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Some scientists believe that inflammation may be an important factor in the etiology or the origin of pattern baldness, or also known as “male pattern baldness”.

At an early study, there was reference to an inflammatory infiltrate of mononuclear cells and lymphocytes in about 50 percent of the scalp samples observed. Another study conducted on 412 patients (193 men and 219 women) also showed, in at least 37 percent of pattern baldness cases, the presence of a significant degree of inflammation and fibrosis. The term ‘micro inflammation’ was proposed by Mahe and colleagues because the process of inflammation in pattern baldness adopts a slow, subtle, painless and lethargic course, in contrast to the inflammatory and destructive process that has been seen in the classical inflammatory scarring alopecias.

Whiting has documented that the horizontal sections of scalp biopsies indicated that the perifollicular fibrosis is generally mild. The layer being generally mild -- its concentric layers of collagen, the fibrous protein that makes up connective tissues, are loose, a characteristic that distinguishes it from cicatricial alopecia.

Jaworsky et al. in 1992 pointed out in regions of actively progressing alopecia to an inflammatory infiltrate of activated T cells and macrophages in the upper third of the hair follicles. The area pointed out was associated with an enlargement of the follicular dermal-sheath composed of collagen bundles (perifollicular fibrosis). The location clearly differentiates pattern baldness from alopecia areata, As androgenic alopecia has its infiltrate near the infrainfundibulum.

The significance of these findings remains controversial.

Inflammatory phenomena

An important fact to be established is how the inflammatory reaction pattern in pattern baldness is generated around the individual hair follicle. Inflammation is regarded as a multi-step process assigned to a central major mediator or pathway. Mahe et al believe that the presence of a perifollicular infiltrate in the upper follicle near the infundibulum points to the fact that the primary causal event for the triggering of inflammation might occur near the infundibulum.

Some researchers speculate, on the basis of this localization and the microbial colonization of the follicular infundibulum, that microbial toxins or antigens could be involved in the generation of the inflammatory response. The production of porphyrins has also been considered to be a possible cofactor of this initial pro-inflammatory stress.

Alternatively, keratinocytes themselves are considered as they respond to chemical stress from irritants, pollutants, and UV irradiation. They produce radical oxygen species and nitric oxide, release intracellularly stored IL-1a. These are pro-inflammatory. The mentioned cytokine by itself has been shown to inhibit the growth of isolated hair follicles in culture. Skin keratinocytes could, theoretically speaking, induce white blood cell or T-Cell proliferation as a response to bacterial antigens. These antigens, after they have been “tagged”, are then selectively destroyed by infiltrating macrophages – the cells that act as scavengers within the body. Langerhans cells, dendritic cells in the skin, then pick up an antigen and transport it to the lymph nodes or commonly called as natural killer cells. Lymph nodes are called natural killer cells because they are immune system cells that destroy foreign bodies or abnormal cells that are marked with antibodies. Their goal is to dispose the marked antigen.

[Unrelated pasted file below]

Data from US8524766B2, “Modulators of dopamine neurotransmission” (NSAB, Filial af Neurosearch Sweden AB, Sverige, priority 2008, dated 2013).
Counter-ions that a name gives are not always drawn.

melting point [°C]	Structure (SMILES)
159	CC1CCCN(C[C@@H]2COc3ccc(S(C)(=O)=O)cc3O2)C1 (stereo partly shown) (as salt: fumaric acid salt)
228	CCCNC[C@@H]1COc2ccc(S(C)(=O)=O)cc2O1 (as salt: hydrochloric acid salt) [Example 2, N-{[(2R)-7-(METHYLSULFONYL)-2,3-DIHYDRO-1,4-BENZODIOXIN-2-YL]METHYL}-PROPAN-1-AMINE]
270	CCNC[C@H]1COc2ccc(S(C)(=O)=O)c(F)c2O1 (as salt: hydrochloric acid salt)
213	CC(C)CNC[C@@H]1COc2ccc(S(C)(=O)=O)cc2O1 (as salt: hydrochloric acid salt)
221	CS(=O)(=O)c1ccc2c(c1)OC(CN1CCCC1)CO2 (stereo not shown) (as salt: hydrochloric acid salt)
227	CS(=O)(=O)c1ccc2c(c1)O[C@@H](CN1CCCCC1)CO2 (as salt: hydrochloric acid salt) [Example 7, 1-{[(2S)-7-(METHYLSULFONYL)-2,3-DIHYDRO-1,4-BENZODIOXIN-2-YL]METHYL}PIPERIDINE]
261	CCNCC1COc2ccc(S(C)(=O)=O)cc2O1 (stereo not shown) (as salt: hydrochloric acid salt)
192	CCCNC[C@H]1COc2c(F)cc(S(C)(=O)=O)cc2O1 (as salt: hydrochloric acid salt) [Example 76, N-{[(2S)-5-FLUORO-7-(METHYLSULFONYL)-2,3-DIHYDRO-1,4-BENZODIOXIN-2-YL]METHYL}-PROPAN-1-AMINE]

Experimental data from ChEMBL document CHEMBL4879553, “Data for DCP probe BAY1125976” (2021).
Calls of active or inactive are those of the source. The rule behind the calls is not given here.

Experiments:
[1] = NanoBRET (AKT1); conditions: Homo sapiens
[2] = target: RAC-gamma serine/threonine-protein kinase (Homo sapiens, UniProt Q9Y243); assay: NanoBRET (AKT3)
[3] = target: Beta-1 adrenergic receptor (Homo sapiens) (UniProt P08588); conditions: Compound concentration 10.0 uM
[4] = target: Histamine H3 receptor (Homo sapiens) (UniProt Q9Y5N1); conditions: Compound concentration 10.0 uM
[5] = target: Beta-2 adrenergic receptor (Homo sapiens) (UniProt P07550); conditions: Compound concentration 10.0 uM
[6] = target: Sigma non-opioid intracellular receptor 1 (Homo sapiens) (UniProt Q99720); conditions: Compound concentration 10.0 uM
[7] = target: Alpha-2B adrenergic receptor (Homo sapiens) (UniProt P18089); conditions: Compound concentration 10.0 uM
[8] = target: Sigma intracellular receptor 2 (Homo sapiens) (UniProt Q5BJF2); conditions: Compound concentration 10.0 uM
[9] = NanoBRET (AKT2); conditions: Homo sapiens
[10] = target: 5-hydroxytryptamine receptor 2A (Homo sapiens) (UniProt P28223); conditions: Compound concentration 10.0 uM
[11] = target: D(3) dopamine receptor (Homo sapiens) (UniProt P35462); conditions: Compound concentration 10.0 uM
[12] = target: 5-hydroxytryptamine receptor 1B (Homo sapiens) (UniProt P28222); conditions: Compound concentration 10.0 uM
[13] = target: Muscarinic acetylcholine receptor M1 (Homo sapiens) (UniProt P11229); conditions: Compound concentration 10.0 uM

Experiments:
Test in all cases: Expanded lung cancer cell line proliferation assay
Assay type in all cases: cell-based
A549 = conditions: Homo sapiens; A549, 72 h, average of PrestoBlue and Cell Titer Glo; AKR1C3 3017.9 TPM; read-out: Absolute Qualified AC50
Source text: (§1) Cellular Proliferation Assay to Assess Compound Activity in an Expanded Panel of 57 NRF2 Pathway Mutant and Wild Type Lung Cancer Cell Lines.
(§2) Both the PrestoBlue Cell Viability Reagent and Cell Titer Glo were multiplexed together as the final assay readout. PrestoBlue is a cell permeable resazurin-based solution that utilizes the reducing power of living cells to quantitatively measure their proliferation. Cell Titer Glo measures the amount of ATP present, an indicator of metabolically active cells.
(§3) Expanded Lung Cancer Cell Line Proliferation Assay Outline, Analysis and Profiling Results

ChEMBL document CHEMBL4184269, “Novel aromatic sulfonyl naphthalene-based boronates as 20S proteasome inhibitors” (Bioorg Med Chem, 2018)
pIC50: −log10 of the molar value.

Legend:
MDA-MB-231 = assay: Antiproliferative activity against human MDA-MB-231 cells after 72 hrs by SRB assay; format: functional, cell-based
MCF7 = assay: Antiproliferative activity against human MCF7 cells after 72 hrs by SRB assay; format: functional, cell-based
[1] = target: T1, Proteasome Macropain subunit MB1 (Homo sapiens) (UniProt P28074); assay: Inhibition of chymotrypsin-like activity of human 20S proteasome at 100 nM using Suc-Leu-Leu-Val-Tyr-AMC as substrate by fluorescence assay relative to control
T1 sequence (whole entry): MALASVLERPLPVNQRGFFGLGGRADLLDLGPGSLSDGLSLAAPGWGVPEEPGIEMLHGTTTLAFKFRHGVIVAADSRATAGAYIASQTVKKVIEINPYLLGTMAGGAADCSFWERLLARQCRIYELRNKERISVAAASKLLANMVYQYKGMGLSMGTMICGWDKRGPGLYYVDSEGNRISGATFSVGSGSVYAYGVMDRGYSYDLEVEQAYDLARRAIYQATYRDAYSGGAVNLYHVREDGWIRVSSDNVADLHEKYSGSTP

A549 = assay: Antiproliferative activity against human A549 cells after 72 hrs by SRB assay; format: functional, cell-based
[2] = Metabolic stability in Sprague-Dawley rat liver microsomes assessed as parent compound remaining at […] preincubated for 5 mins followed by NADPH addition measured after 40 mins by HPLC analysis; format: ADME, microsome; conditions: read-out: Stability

The above-mentioned casual agents as they dispose of the antigen may also lead to the sustained inflammation of the hair follicle. This is due to tissue remodeling where collagenases play an active role. Collagenases are suspected to contribute to the tissue changes and the so-called “perifollicular fibrosis” because they “prepare” tissue matrix and basal membranes where the various enzymes catalyze the hydrosis of collagen and gelatin for macrophages and T-cell adhesion.

Formation of fibrous tissue or fibroplasia of the dermal sheath, which surrounds the hair follicle, is now suspected to be a common terminal process resulting in the miniaturization. Involution of the pilosebaceous unit in this form of baldness and sustained microscopic follicular inflammation with connective tissue remodeling, eventually resulting in permanent hair loss, is considered a possible cofactor in the complex etiology of pattern baldness.

Relations between inflammation and steroidogenesis

It has been proven that androgens, in the form of testosterone or its metabolites are the prerequisites for development of common male pattern baldness. According to Mahe, the only apparent link that can be established between androgen metabolism and the complex inflammatory process is sebum production. The sebum production is controlled by androgens. As sebum harbors a large amount of microorganisms, which use lipids as nutrients, it is possible that, at least for some individuals, androgen metabolism, by microorganisms, may pave way to a possibility of the colonization of the sebaceous infundibulum and sebaceous ducts. These involve microorganisms to be a possible agent in the first steps of pilosebaceous unit inflammation.


Mahe and his team were able to deduce that the genetic factors and androgen metabolism are responsible for about 30 percent of tested pattern baldness cases. The factors that lead to fatal damages by the microinflammatory process include androgens, microbial flora, endogenous or exogenous stress, and genetic imbalance.

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